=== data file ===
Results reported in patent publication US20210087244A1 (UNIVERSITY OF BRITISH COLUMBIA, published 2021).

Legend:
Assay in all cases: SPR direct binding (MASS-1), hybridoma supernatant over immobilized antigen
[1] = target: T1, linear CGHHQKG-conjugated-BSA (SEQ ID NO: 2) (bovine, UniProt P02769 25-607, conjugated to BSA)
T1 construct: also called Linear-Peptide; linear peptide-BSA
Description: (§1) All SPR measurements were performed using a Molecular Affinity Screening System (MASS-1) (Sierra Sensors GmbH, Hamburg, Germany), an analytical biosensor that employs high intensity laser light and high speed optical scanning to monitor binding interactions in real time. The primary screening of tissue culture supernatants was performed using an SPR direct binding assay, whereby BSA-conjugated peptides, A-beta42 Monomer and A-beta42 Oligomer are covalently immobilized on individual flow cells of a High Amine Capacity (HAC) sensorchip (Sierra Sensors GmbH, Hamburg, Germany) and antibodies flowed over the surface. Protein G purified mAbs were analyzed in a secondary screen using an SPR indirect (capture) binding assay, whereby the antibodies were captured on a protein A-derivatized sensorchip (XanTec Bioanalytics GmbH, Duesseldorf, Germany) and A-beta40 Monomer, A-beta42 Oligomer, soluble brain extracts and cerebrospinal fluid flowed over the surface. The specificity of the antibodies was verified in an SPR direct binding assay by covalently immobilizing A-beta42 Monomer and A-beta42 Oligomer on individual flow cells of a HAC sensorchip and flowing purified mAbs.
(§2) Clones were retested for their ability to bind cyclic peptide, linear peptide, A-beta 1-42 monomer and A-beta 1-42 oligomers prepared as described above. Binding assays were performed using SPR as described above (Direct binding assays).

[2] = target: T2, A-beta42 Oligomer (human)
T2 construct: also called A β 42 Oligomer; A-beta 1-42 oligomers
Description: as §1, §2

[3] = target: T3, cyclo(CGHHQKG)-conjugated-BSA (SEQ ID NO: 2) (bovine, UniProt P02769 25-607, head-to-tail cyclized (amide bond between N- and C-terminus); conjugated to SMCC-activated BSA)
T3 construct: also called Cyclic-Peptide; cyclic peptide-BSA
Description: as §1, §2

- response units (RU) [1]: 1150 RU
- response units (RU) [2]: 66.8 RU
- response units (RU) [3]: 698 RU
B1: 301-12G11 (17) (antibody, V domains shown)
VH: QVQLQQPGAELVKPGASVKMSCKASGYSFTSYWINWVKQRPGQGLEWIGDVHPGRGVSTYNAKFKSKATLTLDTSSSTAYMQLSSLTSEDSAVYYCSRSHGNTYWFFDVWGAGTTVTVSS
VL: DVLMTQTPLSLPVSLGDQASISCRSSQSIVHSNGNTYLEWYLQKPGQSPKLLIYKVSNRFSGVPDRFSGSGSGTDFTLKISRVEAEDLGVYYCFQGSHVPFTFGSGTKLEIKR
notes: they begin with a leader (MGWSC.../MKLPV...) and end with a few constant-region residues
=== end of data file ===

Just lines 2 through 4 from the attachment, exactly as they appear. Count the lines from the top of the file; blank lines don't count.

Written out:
Legend:
Assay in all cases: SPR direct binding (MASS-1), hybridoma supernatant over immobilized antigen
[1] = target: T1, linear CGHHQKG-conjugated-BSA (SEQ ID NO: 2) (bovine, UniProt P02769 25-607, conjugated to BSA)